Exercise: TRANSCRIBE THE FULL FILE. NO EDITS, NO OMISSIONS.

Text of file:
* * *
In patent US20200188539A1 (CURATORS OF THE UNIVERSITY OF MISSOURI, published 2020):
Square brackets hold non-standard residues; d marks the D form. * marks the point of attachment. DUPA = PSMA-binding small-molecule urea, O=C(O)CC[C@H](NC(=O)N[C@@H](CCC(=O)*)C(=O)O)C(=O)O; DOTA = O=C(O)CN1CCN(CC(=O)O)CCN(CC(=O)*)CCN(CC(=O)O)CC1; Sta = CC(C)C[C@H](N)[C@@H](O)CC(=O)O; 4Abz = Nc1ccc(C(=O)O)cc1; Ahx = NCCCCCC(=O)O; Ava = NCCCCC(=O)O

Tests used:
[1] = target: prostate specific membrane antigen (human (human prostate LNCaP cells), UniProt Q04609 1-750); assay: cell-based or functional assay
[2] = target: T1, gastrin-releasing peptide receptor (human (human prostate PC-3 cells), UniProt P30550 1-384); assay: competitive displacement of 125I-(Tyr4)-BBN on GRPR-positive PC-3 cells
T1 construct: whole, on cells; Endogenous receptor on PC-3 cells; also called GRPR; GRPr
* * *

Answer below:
In patent US20200188539A1 (CURATORS OF THE UNIVERSITY OF MISSOURI, published 2020):
Square brackets hold non-standard residues; d marks the D form. * marks the point of attachment. DUPA = PSMA-binding small-molecule urea, O=C(O)CC[C@H](NC(=O)N[C@@H](CCC(=O)*)C(=O)O)C(=O)O; DOTA = O=C(O)CN1CCN(CC(=O)O)CCN(CC(=O)*)CCN(CC(=O)O)CC1; Sta = CC(C)C[C@H](N)[C@@H](O)CC(=O)O; 4Abz = Nc1ccc(C(=O)O)cc1; Ahx = NCCCCCC(=O)O; Ava = NCCCCC(=O)O

Tests used:
[1] = target: prostate specific membrane antigen (human (human prostate LNCaP cells), UniProt Q04609 1-750); assay: cell-based or functional assay
[2] = target: T1, gastrin-releasing peptide receptor (human (human prostate PC-3 cells), UniProt P30550 1-384); assay: competitive displacement of 125I-(Tyr4)-BBN on GRPR-positive PC-3 cells
T1 construct: whole, on cells; Endogenous receptor on PC-3 cells; also called GRPR; GRPr